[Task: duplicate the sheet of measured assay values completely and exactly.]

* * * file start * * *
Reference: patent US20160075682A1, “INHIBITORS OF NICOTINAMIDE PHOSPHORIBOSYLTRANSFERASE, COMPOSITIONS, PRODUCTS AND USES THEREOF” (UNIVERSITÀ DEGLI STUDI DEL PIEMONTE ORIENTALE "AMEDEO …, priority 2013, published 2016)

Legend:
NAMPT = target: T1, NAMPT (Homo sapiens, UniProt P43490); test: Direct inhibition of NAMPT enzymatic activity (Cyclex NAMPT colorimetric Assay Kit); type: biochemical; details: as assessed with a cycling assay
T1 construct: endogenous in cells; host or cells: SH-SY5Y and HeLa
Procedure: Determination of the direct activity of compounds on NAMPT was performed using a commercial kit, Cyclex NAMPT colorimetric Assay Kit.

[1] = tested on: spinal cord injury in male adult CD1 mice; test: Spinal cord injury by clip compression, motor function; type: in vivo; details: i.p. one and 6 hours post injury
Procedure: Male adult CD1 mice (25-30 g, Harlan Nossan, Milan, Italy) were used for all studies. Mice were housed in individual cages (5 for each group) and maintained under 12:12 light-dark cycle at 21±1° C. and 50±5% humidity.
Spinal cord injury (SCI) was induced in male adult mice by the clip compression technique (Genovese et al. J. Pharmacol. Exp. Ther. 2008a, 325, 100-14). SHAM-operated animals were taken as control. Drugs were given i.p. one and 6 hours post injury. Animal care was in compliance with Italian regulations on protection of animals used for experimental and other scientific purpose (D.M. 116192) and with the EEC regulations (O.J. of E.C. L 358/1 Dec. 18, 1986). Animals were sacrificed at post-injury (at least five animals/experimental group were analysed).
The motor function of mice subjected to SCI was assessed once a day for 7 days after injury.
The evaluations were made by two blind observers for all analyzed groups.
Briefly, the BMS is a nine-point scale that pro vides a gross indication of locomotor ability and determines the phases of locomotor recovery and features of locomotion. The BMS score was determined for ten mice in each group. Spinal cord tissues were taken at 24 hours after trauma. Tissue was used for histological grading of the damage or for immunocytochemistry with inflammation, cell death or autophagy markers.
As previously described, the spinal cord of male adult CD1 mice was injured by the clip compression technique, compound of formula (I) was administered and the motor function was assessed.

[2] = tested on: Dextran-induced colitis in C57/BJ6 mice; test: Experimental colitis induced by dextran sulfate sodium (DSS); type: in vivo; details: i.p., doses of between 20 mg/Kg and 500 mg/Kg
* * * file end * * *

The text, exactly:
Reference: patent US20160075682A1, “INHIBITORS OF NICOTINAMIDE PHOSPHORIBOSYLTRANSFERASE, COMPOSITIONS, PRODUCTS AND USES THEREOF” (UNIVERSITÀ DEGLI STUDI DEL PIEMONTE ORIENTALE "AMEDEO …, priority 2013, published 2016)

Legend:
NAMPT = target: T1, NAMPT (Homo sapiens, UniProt P43490); test: Direct inhibition of NAMPT enzymatic activity (Cyclex NAMPT colorimetric Assay Kit); type: biochemical; details: as assessed with a cycling assay
T1 construct: endogenous in cells; host or cells: SH-SY5Y and HeLa
Procedure: Determination of the direct activity of compounds on NAMPT was performed using a commercial kit, Cyclex NAMPT colorimetric Assay Kit.

[1] = tested on: spinal cord injury in male adult CD1 mice; test: Spinal cord injury by clip compression, motor function; type: in vivo; details: i.p. one and 6 hours post injury
Procedure: Male adult CD1 mice (25-30 g, Harlan Nossan, Milan, Italy) were used for all studies. Mice were housed in individual cages (5 for each group) and maintained under 12:12 light-dark cycle at 21±1° C. and 50±5% humidity.
Spinal cord injury (SCI) was induced in male adult mice by the clip compression technique (Genovese et al. J. Pharmacol. Exp. Ther. 2008a, 325, 100-14). SHAM-operated animals were taken as control. Drugs were given i.p. one and 6 hours post injury. Animal care was in compliance with Italian regulations on protection of animals used for experimental and other scientific purpose (D.M. 116192) and with the EEC regulations (O.J. of E.C. L 358/1 Dec. 18, 1986). Animals were sacrificed at post-injury (at least five animals/experimental group were analysed).
The motor function of mice subjected to SCI was assessed once a day for 7 days after injury.
The evaluations were made by two blind observers for all analyzed groups.
Briefly, the BMS is a nine-point scale that pro vides a gross indication of locomotor ability and determines the phases of locomotor recovery and features of locomotion. The BMS score was determined for ten mice in each group. Spinal cord tissues were taken at 24 hours after trauma. Tissue was used for histological grading of the damage or for immunocytochemistry with inflammation, cell death or autophagy markers.
As previously described, the spinal cord of male adult CD1 mice was injured by the clip compression technique, compound of formula (I) was administered and the motor function was assessed.

[2] = tested on: Dextran-induced colitis in C57/BJ6 mice; test: Experimental colitis induced by dextran sulfate sodium (DSS); type: in vivo; details: i.p., doses of between 20 mg/Kg and 500 mg/Kg